The NAS-Bench-101 dataset [28] provides an implementation for architecture sampling by randomly generating adjacency matrix and node operations. We call this method as default sampling pipeline and demonstrate that it tends to generate architectures only in a subspace of NAS-Bench-101. Instead of using the default sample pipeline, we propose to sample the architectures directly from NAS-Bench-101 and prove that it is beneficial for performance improvement.

Our contribution can be summarized as follows:

  • We propose an neural predictor with uncertainty estimation as the surrogate model for Bayesian optimization(NPUBO) for NAS. The predictor can be trained end-to-end in the Bayesian optimization framework and avoids the intensive inverse matrix calculation. The proposed method achieves best or comparable performance compared with the state-of-the-art Bayesian optimization NAS methods on NAS-Bench-101 and NAS-Bench-201 dataset.

  • We propose a predictor guided evolutionary algorithm(NPENAS) for NAS which is simple compared with Bayesian optimization and achieves the best or comparable performance on NAS-Bench-101 and NAS-Bench-201 dataset.

  • We investigate the drawback of the default architecture sampling pipeline and demonstrate that sampling architectures directly from the search space is beneficial for performance improvement.

  • We design a new macro architecture search task NAS-Bench-101-Macro which utilize the cell level search space of NAS-Bench-101 and allow the predefined macro architecture in NAS-Bench-101 to use different cells. We evaluated our proposed methods on this task and an architecture with the top performance comparable with the architecture in NAS-Bench-101 was found. In addition, we collected the training details and constructed a new dataset NAS-Bench-101-Macro which is publicly available.

2 Related Works

2.1 Neural Architecture Search

NAS [29] employs some kind of search strategy to automate the architecture engineering. Mostly used search strategies include reinforcement learning [8, 13], gradient optimization [9, 11, 25], evolutionary algorithms [15, 16, 17], Bayesian optimization [19, 20, 21, 22, 23] and predictor-based method [27]. Reinforcement learning and gradient optimization optimize an agent which can learn how to sample best architectures in the search space. Evolutionary algorithms use the validation accuracy to rank the mutated architectures and push the top performance architecture in the population. Bayesian optimization and predictor-based method adopt a predictor to estimate the architecture accuracy.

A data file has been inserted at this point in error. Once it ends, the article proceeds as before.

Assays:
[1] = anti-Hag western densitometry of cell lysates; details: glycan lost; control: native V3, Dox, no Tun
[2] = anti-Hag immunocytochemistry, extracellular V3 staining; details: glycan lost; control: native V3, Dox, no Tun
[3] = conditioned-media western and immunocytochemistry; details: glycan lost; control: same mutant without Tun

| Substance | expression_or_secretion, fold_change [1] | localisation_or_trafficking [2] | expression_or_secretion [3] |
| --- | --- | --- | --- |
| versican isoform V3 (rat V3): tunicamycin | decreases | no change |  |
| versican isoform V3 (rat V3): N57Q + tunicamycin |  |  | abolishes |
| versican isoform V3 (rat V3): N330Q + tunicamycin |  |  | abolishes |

Bayesian optimization uses a probabilistic surrogate model to predict the accuracy and uncertainty of an architecture. There are two steps in Bayesian optimization. First, a probabilistic surrogate model is built as a prior confidence of the object function. Next, an acquisition function is adopt to find the potential optimal position. In neural architecture search, Bayesian optimization mostly uses Gaussian process as the probabilistic surrogate model. NASBot [21] adopted Gaussian process as the surrogate model and proposed a distance metrics to calculate the kernel function. NASGBO [22] and BONAS [24]

used a graph neural network with complex local and global properties of graph nodes and edges to represent the neural architecture and built a Bayesian linear regression layer to output the uncertainty. BONAS

[24] first sampled architecture to train an architecture embedding and used this embedding to build a design matrix which was needed by Bayesian linear regression. All of the methods of NASdBot [21], NASGBO [22] and BONAS [24] require computationally intensive matrix inversion operation. To avoid the kernel function calculation, BANANAS [23]

employed a collection of identical neural networks to predict the accuracy of sampled architectures. However, the ensemble of several neural networks prohibits end-to-end training and leads to a new hyperparameter which is hard to determine.